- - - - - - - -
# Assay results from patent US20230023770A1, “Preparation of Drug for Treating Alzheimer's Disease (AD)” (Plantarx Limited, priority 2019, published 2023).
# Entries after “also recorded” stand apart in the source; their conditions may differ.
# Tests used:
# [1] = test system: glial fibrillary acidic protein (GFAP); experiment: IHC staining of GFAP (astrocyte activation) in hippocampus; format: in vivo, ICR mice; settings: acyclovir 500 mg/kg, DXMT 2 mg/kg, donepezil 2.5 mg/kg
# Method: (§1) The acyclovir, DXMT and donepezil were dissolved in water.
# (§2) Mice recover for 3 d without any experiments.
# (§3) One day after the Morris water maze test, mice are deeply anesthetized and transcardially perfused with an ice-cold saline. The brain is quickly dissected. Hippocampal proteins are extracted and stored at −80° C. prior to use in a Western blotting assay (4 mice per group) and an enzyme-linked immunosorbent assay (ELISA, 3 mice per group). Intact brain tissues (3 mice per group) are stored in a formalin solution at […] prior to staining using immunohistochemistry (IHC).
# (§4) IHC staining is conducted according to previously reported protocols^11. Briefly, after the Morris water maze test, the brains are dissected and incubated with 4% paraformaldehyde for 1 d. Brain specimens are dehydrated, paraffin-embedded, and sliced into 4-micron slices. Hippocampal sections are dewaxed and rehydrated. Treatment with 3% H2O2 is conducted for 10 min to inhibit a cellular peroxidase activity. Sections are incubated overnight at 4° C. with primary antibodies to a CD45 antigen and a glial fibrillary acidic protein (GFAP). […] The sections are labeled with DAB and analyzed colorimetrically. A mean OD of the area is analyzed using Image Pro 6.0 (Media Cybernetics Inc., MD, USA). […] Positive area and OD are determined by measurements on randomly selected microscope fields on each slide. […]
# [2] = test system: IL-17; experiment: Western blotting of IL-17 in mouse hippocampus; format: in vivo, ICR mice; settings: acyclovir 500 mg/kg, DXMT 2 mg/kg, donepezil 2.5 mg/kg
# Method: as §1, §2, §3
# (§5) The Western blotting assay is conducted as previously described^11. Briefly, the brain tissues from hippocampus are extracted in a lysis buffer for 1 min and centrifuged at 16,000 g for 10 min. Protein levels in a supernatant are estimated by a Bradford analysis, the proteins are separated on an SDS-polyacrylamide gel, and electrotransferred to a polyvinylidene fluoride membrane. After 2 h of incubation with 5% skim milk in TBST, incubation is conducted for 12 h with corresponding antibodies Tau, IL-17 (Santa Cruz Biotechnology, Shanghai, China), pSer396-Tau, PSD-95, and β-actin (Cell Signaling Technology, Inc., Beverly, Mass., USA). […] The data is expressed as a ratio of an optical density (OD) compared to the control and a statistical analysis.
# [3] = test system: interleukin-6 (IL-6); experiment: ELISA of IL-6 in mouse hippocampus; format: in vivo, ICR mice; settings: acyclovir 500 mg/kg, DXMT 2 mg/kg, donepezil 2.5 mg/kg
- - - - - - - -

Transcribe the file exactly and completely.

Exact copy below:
# Assay results from patent US20230023770A1, “Preparation of Drug for Treating Alzheimer's Disease (AD)” (Plantarx Limited, priority 2019, published 2023).
# Entries after “also recorded” stand apart in the source; their conditions may differ.
# Tests used:
# [1] = test system: glial fibrillary acidic protein (GFAP); experiment: IHC staining of GFAP (astrocyte activation) in hippocampus; format: in vivo, ICR mice; settings: acyclovir 500 mg/kg, DXMT 2 mg/kg, donepezil 2.5 mg/kg
# Method: (§1) The acyclovir, DXMT and donepezil were dissolved in water.
# (§2) Mice recover for 3 d without any experiments.
# (§3) One day after the Morris water maze test, mice are deeply anesthetized and transcardially perfused with an ice-cold saline. The brain is quickly dissected. Hippocampal proteins are extracted and stored at −80° C. prior to use in a Western blotting assay (4 mice per group) and an enzyme-linked immunosorbent assay (ELISA, 3 mice per group). Intact brain tissues (3 mice per group) are stored in a formalin solution at […] prior to staining using immunohistochemistry (IHC).
# (§4) IHC staining is conducted according to previously reported protocols^11. Briefly, after the Morris water maze test, the brains are dissected and incubated with 4% paraformaldehyde for 1 d. Brain specimens are dehydrated, paraffin-embedded, and sliced into 4-micron slices. Hippocampal sections are dewaxed and rehydrated. Treatment with 3% H2O2 is conducted for 10 min to inhibit a cellular peroxidase activity. Sections are incubated overnight at 4° C. with primary antibodies to a CD45 antigen and a glial fibrillary acidic protein (GFAP). […] The sections are labeled with DAB and analyzed colorimetrically. A mean OD of the area is analyzed using Image Pro 6.0 (Media Cybernetics Inc., MD, USA). […] Positive area and OD are determined by measurements on randomly selected microscope fields on each slide. […]
# [2] = test system: IL-17; experiment: Western blotting of IL-17 in mouse hippocampus; format: in vivo, ICR mice; settings: acyclovir 500 mg/kg, DXMT 2 mg/kg, donepezil 2.5 mg/kg
# Method: as §1, §2, §3
# (§5) The Western blotting assay is conducted as previously described^11. Briefly, the brain tissues from hippocampus are extracted in a lysis buffer for 1 min and centrifuged at 16,000 g for 10 min. Protein levels in a supernatant are estimated by a Bradford analysis, the proteins are separated on an SDS-polyacrylamide gel, and electrotransferred to a polyvinylidene fluoride membrane. After 2 h of incubation with 5% skim milk in TBST, incubation is conducted for 12 h with corresponding antibodies Tau, IL-17 (Santa Cruz Biotechnology, Shanghai, China), pSer396-Tau, PSD-95, and β-actin (Cell Signaling Technology, Inc., Beverly, Mass., USA). […] The data is expressed as a ratio of an optical density (OD) compared to the control and a statistical analysis.
# [3] = test system: interleukin-6 (IL-6); experiment: ELISA of IL-6 in mouse hippocampus; format: in vivo, ICR mice; settings: acyclovir 500 mg/kg, DXMT 2 mg/kg, donepezil 2.5 mg/kg